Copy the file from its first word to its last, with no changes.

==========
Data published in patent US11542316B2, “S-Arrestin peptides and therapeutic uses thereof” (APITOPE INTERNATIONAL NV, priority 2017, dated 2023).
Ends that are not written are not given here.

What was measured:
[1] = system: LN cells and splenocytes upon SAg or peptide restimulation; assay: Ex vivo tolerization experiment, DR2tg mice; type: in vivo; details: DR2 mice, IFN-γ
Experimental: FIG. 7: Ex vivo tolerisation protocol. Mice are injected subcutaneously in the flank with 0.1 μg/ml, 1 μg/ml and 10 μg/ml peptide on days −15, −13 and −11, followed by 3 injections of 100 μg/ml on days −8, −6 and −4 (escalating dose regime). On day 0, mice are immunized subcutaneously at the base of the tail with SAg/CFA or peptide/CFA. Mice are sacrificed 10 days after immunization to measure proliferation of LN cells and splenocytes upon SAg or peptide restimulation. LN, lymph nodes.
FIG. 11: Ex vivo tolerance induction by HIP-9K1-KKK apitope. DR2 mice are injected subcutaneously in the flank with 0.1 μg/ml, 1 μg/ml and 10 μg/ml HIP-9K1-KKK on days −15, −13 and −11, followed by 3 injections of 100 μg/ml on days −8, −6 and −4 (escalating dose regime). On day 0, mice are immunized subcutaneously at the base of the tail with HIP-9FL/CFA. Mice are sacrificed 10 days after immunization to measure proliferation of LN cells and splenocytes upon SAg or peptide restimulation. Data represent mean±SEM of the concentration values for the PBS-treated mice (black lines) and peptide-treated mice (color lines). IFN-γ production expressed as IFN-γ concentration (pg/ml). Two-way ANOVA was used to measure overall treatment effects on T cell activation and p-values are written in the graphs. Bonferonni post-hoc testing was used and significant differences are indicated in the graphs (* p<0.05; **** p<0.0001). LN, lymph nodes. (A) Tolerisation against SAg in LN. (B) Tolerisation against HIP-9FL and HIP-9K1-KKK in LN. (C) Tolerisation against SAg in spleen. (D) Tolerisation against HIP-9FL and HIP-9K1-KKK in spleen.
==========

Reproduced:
Data published in patent US11542316B2, “S-Arrestin peptides and therapeutic uses thereof” (APITOPE INTERNATIONAL NV, priority 2017, dated 2023).
Ends that are not written are not given here.

What was measured:
[1] = system: LN cells and splenocytes upon SAg or peptide restimulation; assay: Ex vivo tolerization experiment, DR2tg mice; type: in vivo; details: DR2 mice, IFN-γ
Experimental: FIG. 7: Ex vivo tolerisation protocol. Mice are injected subcutaneously in the flank with 0.1 μg/ml, 1 μg/ml and 10 μg/ml peptide on days −15, −13 and −11, followed by 3 injections of 100 μg/ml on days −8, −6 and −4 (escalating dose regime). On day 0, mice are immunized subcutaneously at the base of the tail with SAg/CFA or peptide/CFA. Mice are sacrificed 10 days after immunization to measure proliferation of LN cells and splenocytes upon SAg or peptide restimulation. LN, lymph nodes.
FIG. 11: Ex vivo tolerance induction by HIP-9K1-KKK apitope. DR2 mice are injected subcutaneously in the flank with 0.1 μg/ml, 1 μg/ml and 10 μg/ml HIP-9K1-KKK on days −15, −13 and −11, followed by 3 injections of 100 μg/ml on days −8, −6 and −4 (escalating dose regime). On day 0, mice are immunized subcutaneously at the base of the tail with HIP-9FL/CFA. Mice are sacrificed 10 days after immunization to measure proliferation of LN cells and splenocytes upon SAg or peptide restimulation. Data represent mean±SEM of the concentration values for the PBS-treated mice (black lines) and peptide-treated mice (color lines). IFN-γ production expressed as IFN-γ concentration (pg/ml). Two-way ANOVA was used to measure overall treatment effects on T cell activation and p-values are written in the graphs. Bonferonni post-hoc testing was used and significant differences are indicated in the graphs (* p<0.05; **** p<0.0001). LN, lymph nodes. (A) Tolerisation against SAg in LN. (B) Tolerisation against HIP-9FL and HIP-9K1-KKK in LN. (C) Tolerisation against SAg in spleen. (D) Tolerisation against HIP-9FL and HIP-9K1-KKK in spleen.